Action Comics #22 Review
DC announced the new creative team for Action Comics: Greg Pak and Aaron Kuder, and that their run will begin with November’s Action Comics #25. Until then we have the transitional team of Scott Lobdell and Tyler Kirkham for the main story in the 3-issue arc “Atomic Knights,” while Frank Hannah picks up artist Tom Derenick and continues “The World of Krypton” back-up story arc. What do I think of this creative team and this issue? Find out below!
Hector Hammond is in space checking out H.I.V.E.’s newest weapon. We are introduced to Straith: The First Knight of the Pax Galactica. Meanwhile Clark and Kat are covering an event for their blog where he detects Infinitium. Superman is summoned by
Hammond to take on Straith. In the back-up: Lara tells Jor-El
about the military coup as the two formulate a plan.
Action Comics is finally caught up to the present time. Lobdell is weaving his current Superman arc “Mindstorm” into this without making it a direct continuation. This story takes place some time after Superman #21 and
Hammond and H.I.V.E. have built a weapon that can split
nations in half. Something like that doesn’t go unnoticed so we meet the new
character Straith. By his first appearance he reminds me of Terrax from the
Marvel Universe. Where Terrax is a Herald of Galactus, Straith claims to be a
knight of something called the Pax Galatica. Is he a noble knight? We don’t
Lobdell tries to make Superman more “edgy” and less of the “Big Blue Boy Scout.” After Straith hits him Superman says, “Once,
Clark. Just once. You're not going to give the big ugly alien
the benefit of the doubt. You're going to... ...Hit first... ...And often!” The
whole scene seems a bit cliché, and has a bit of a “been there, done that” vibe
to it. I’m not a fan of how everyone wants to make Superman edgy, relevant, or
whatever phrase they want to coin at the moment, but I think Lobdell walked the
fine line and did it right with this. He didn’t just have Superman go in
punching in a blind rage. He humanizes him, has him refer to himself as Clark,
and you just feel that he is tired of aliens hitting him and taking advantage
of his talk first approach, so he is going to send this guy a message.
In the middle of the battle the rest of the Pax Galactica arrives, ending the fight and informing Superman and Straith that “A threat greater than e'er known wings its here.” The rest of the Pax Galactica, like Straith, reminds me of Heralds of Galactus, with some space gladiator mixed in. We do get a hint at what is to come when their leader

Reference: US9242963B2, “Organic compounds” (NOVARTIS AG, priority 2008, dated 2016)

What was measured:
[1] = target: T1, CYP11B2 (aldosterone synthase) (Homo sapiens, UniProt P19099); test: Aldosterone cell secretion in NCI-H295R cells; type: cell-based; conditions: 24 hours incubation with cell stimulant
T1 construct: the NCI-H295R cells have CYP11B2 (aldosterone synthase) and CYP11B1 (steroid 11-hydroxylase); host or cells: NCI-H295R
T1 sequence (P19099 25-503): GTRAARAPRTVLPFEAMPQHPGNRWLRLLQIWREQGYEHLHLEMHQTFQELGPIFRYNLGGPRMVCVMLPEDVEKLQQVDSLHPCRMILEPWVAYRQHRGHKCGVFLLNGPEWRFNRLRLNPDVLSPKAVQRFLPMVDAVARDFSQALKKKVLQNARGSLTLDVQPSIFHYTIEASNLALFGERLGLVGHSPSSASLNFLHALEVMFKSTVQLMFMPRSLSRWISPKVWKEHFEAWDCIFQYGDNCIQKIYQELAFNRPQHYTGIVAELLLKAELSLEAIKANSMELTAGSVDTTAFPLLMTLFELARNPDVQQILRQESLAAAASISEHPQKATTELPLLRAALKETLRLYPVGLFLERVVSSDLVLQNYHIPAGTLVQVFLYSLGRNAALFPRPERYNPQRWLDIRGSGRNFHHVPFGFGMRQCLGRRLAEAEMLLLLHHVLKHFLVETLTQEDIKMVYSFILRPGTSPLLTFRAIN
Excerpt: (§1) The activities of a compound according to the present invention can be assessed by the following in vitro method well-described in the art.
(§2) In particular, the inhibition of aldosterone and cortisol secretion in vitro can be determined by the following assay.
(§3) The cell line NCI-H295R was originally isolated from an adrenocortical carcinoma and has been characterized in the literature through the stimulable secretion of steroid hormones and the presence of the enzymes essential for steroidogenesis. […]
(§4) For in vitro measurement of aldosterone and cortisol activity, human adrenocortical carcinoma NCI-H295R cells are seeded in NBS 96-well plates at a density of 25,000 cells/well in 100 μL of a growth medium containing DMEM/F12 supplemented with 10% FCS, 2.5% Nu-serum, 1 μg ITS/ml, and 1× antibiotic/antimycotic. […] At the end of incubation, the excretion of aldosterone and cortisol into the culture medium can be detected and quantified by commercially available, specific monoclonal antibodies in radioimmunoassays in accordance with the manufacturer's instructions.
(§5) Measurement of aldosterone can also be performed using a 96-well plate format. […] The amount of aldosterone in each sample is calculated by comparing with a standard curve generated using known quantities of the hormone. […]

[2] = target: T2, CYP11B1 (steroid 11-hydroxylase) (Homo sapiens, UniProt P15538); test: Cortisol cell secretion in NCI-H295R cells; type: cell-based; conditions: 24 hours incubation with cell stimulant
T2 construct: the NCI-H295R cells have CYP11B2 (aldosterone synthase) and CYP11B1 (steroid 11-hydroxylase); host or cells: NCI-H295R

Lourdes names this threat as “the Lexus.”
I’m not really feeling Tyler Kirkham’s art. Perhaps it’s the fact that we just came off of Tony S. Daniel’s arc? I don’t know. He does a good job on the book: Hector Hammond, Straith, the Pax Galactica all look great. But this is a Superman book, and I don’t like how he drew him. There were moments at the party where
kind of bubble-like. The art during the party isn’t consistent with details
fading in and out from panel to panel. His Superman looks a bit Asian to me,
which doesn’t fit the character. At times I felt like I was reading a Manga
version of Superman.
While the art needs improvement the story has me interested enough to overlook it and enjoy the issue. I want to know more about the Pax Galactica, its members, and what the Lexus is.
DC gives us more bang for our buck with another great 8-page back-up story in this issue, written by Frank Hannah with Tom Derenick on the art this time. Hannah picks up “Part: 3 Darkest Depths” where he left off in the last issue. The action is still pumping as the Colonel’s men hunt down Jor-El, who is saved by Lara. I know I have said this before, but I really love this new spin on Lara. I’m a big fan of strong female characters and Hannah has really developed Lara. We can see a spark of
Lois Lane in her. It is a nice parallel to the Clark and Lois
relationship. Like father like son, Jor-El and Clark have
the same taste in women, and I think this can be extended to Jonathan and
Martha also. I think that is one reason why I enjoy Superman’s cast so much:
the women aren’t helpless damsels in distress waiting for a man super or other
to save them, they are proactive, and like Lara in this story, can save the
man. We also find out a bit more about the beings that live in the ancient
underwater city on Krypton. They’re
called the Teklons and look like humanoid dinosaurs, that when frightened are
dangerous. When we first saw the lost hidden city I thought it was like
Atlantis on Krypton, but now they seem a bit more primal.
Derenick does a great job on the art in this issue. We really get a feel for Krypton and a younger Jor-El and Lara. Derenick captures the intensity of the emotions in his facial expressions. Krypton looks beautiful, it’s no longer the cold ice planet many know from the Reeve’s movies. Krypton is a flourishing planet with beautiful oceans, and an intriguing underwater civilization.
I have to admit the back-up story has me more interested than the main story. I’m hoping that this is building up to something, perhaps it’s a prequel to an upcoming arc in one of the Superman titles. I really want to see where the Teklons story goes. Will we see them around after Krypton is destroyed?
Overall, I liked this issue a lot more than I thought I would. I say pick it up. The back-up stories in DC are hit or miss with a lot of them not really interesting enough to read, but both the main and back-up story here is well done.
That is what I think about this book. Let us know what you think about the book, and about this Action Comics arc, in the comments. Don’t forget to follow us on Twitter to know whenever we post more previews, reviews, news and interviews on Comic Frontline.